Tourists in Moscow have nowhere to go because there are too many cars in the center. This conclusion was made by Alexander Shumsky, head of the center for the fight against traffic jams, and now also an adviser to the deputy mayor Pyotr Biryukov. With the filing of Shumsky, the government of the capital is discussing the issue of restricting the movement of cars on Tverskaya Street on weekends.
At first, Shumsky proposed closing Tverskaya in the section from Boulevard Ring to Mokhovaya Street on Sundays from 10 a.m. to 10 p.m. If the experiment does not cause any serious transport problems, then they will start blocking the street on Saturday at the same time, and perhaps the rest of the street will be freed from cars - to the Garden Ring.
“On weekends, traffic flows are not as large as on weekdays,” Shumsky commented to us on his initiative, “so this will not lead to any collapse.” People will simply choose detour routes in advance. We can observe the same thing, for example, in Kiev. Khreshchatyk every weekend becomes the main place for walking. And we can only walk along the road except on the Arbat.”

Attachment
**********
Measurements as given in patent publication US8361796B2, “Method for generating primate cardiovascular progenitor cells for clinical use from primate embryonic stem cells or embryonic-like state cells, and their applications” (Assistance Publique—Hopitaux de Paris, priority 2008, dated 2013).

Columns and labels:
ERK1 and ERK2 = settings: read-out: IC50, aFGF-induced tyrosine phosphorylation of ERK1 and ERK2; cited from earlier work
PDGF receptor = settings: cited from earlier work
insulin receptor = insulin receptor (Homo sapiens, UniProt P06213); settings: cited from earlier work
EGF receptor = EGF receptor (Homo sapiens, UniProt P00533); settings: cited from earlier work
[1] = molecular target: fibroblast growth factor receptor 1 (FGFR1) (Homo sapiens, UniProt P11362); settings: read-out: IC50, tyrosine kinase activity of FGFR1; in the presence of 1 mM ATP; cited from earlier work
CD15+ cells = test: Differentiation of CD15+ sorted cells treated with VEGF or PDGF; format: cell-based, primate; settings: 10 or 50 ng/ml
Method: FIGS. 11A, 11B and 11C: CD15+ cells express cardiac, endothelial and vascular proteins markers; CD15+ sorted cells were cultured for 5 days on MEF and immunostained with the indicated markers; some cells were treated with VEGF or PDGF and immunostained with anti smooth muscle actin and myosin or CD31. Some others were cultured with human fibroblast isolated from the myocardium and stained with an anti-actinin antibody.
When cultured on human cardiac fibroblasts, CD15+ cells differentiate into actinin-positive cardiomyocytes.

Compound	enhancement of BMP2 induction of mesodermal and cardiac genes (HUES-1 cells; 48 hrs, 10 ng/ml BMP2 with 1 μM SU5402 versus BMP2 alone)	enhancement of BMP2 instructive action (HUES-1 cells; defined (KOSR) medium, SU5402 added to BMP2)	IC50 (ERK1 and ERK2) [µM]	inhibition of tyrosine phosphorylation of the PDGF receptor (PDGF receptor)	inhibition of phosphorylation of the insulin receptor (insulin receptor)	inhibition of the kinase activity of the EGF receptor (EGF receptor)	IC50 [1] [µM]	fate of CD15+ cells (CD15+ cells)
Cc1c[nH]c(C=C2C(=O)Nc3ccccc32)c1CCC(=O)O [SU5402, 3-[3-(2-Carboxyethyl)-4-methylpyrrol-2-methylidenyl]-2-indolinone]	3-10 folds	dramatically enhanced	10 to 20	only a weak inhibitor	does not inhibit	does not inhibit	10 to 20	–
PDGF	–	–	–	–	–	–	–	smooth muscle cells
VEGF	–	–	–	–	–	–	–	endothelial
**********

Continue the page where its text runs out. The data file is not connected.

In addition to Old Arbat, Kamergersky, Ipatievsky and Lavrushensky lanes are completely pedestrian, and partly pedestrian are Klimentovsky and Stoleshnikov, as well as Kuznetsk bridge.
They have been thinking about increasing the number of pedestrian zones in the city’s center for a long time. In the mid-2000s, seeing the success of the Old Arbat, the authorities decided to make the pedestrian and the New. It was planned to put traffic on the government highway into the tunnel, and give the entire carriageway to the pedestrian zone, renaming the street Arbatsky Boulevard. Significant funds were allocated from the city budget for this project. The authorities also intended to ask the federals and private investors to invest. But soon the economic crisis came, which ruined the idea.
An example of the allocation of the main street for pedestrians at the weekend was the Kiev Khreshchatyk. An example of the allocation of the main street for pedestrians at the weekend was the Kiev Khreshchatyk.
The last time the issue of allocation of pedestrian zones was raised in December, but then such drastic measures as the Tverskaya overlap were not in thoughts.
The list of streets that can also become pedestrian are Ilyinka, Maroseyka, Pokrovka, Bolotnaya, Pyatnitskaya, Chistoprudny Boulevard, Armyanskiy and Bryusov Lanes, as well as a 9-kilometer stretch of the Moskva River embankment, starting from Bolshaya Ordynka and ending in the Sparrow Hills area. Embankments are not very busy with private transport, and buses and trolleybuses do not go there.
Sergey Nastin, editor: